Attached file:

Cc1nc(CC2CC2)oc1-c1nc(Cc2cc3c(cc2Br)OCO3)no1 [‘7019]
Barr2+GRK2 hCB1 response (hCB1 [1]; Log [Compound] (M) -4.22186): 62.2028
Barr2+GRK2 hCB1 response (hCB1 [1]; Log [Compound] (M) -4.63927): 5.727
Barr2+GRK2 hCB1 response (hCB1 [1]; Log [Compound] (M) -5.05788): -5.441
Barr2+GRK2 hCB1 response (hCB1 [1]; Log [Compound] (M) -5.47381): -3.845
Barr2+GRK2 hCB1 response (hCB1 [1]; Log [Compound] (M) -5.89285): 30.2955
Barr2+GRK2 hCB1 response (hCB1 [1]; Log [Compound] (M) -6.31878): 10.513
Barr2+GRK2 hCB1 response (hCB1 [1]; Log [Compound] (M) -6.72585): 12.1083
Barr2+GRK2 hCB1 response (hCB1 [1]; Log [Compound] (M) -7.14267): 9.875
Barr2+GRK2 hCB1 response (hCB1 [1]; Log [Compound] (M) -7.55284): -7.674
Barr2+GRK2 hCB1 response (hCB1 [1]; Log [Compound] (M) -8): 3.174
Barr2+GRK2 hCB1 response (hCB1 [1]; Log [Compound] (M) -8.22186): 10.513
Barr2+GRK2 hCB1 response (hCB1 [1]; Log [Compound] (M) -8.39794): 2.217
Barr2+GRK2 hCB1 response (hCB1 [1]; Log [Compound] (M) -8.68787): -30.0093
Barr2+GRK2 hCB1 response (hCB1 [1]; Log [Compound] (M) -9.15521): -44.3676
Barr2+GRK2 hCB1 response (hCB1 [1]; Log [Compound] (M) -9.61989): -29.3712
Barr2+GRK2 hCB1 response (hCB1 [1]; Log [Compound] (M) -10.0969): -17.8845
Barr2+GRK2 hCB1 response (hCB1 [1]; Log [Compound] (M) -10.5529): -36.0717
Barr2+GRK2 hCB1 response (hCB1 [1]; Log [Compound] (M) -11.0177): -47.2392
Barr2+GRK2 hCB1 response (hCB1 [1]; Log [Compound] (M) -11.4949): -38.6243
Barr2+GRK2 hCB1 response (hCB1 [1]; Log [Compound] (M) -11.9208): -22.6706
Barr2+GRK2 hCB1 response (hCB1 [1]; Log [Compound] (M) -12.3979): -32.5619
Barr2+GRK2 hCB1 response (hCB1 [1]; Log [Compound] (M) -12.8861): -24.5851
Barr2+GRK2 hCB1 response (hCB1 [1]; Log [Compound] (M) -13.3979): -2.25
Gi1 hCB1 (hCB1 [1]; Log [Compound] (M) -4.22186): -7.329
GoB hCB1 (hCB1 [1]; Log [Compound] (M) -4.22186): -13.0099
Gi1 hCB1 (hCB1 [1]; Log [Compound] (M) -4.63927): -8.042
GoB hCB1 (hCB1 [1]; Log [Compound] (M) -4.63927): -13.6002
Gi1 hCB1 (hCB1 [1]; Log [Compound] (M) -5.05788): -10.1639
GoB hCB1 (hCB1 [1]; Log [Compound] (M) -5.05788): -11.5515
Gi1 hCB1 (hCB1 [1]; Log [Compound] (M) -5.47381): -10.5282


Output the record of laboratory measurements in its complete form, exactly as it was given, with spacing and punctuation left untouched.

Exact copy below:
Cc1nc(CC2CC2)oc1-c1nc(Cc2cc3c(cc2Br)OCO3)no1 [‘7019]
Barr2+GRK2 hCB1 response (hCB1 [1]; Log [Compound] (M) -4.22186): 62.2028
Barr2+GRK2 hCB1 response (hCB1 [1]; Log [Compound] (M) -4.63927): 5.727
Barr2+GRK2 hCB1 response (hCB1 [1]; Log [Compound] (M) -5.05788): -5.441
Barr2+GRK2 hCB1 response (hCB1 [1]; Log [Compound] (M) -5.47381): -3.845
Barr2+GRK2 hCB1 response (hCB1 [1]; Log [Compound] (M) -5.89285): 30.2955
Barr2+GRK2 hCB1 response (hCB1 [1]; Log [Compound] (M) -6.31878): 10.513
Barr2+GRK2 hCB1 response (hCB1 [1]; Log [Compound] (M) -6.72585): 12.1083
Barr2+GRK2 hCB1 response (hCB1 [1]; Log [Compound] (M) -7.14267): 9.875
Barr2+GRK2 hCB1 response (hCB1 [1]; Log [Compound] (M) -7.55284): -7.674
Barr2+GRK2 hCB1 response (hCB1 [1]; Log [Compound] (M) -8): 3.174
Barr2+GRK2 hCB1 response (hCB1 [1]; Log [Compound] (M) -8.22186): 10.513
Barr2+GRK2 hCB1 response (hCB1 [1]; Log [Compound] (M) -8.39794): 2.217
Barr2+GRK2 hCB1 response (hCB1 [1]; Log [Compound] (M) -8.68787): -30.0093
Barr2+GRK2 hCB1 response (hCB1 [1]; Log [Compound] (M) -9.15521): -44.3676
Barr2+GRK2 hCB1 response (hCB1 [1]; Log [Compound] (M) -9.61989): -29.3712
Barr2+GRK2 hCB1 response (hCB1 [1]; Log [Compound] (M) -10.0969): -17.8845
Barr2+GRK2 hCB1 response (hCB1 [1]; Log [Compound] (M) -10.5529): -36.0717
Barr2+GRK2 hCB1 response (hCB1 [1]; Log [Compound] (M) -11.0177): -47.2392
Barr2+GRK2 hCB1 response (hCB1 [1]; Log [Compound] (M) -11.4949): -38.6243
Barr2+GRK2 hCB1 response (hCB1 [1]; Log [Compound] (M) -11.9208): -22.6706
Barr2+GRK2 hCB1 response (hCB1 [1]; Log [Compound] (M) -12.3979): -32.5619
Barr2+GRK2 hCB1 response (hCB1 [1]; Log [Compound] (M) -12.8861): -24.5851
Barr2+GRK2 hCB1 response (hCB1 [1]; Log [Compound] (M) -13.3979): -2.25
Gi1 hCB1 (hCB1 [1]; Log [Compound] (M) -4.22186): -7.329
GoB hCB1 (hCB1 [1]; Log [Compound] (M) -4.22186): -13.0099
Gi1 hCB1 (hCB1 [1]; Log [Compound] (M) -4.63927): -8.042
GoB hCB1 (hCB1 [1]; Log [Compound] (M) -4.63927): -13.6002
Gi1 hCB1 (hCB1 [1]; Log [Compound] (M) -5.05788): -10.1639
GoB hCB1 (hCB1 [1]; Log [Compound] (M) -5.05788): -11.5515
Gi1 hCB1 (hCB1 [1]; Log [Compound] (M) -5.47381): -10.5282